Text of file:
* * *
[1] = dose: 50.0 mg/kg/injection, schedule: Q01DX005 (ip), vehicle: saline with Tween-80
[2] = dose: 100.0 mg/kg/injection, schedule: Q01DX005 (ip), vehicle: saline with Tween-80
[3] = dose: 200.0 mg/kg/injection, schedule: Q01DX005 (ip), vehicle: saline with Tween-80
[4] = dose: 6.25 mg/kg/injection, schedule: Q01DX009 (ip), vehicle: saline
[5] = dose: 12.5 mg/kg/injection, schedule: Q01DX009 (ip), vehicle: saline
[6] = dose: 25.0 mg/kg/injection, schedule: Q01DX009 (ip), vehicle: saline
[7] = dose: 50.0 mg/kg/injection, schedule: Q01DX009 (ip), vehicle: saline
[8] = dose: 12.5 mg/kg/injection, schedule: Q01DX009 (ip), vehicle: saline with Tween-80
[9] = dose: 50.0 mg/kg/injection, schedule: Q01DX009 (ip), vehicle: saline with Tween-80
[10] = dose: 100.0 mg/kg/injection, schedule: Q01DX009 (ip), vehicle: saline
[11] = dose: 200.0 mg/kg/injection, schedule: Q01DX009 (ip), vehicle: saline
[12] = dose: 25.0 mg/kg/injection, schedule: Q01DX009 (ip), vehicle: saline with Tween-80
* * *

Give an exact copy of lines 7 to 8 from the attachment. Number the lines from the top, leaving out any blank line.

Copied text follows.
[7] = dose: 50.0 mg/kg/injection, schedule: Q01DX009 (ip), vehicle: saline
[8] = dose: 12.5 mg/kg/injection, schedule: Q01DX009 (ip), vehicle: saline with Tween-80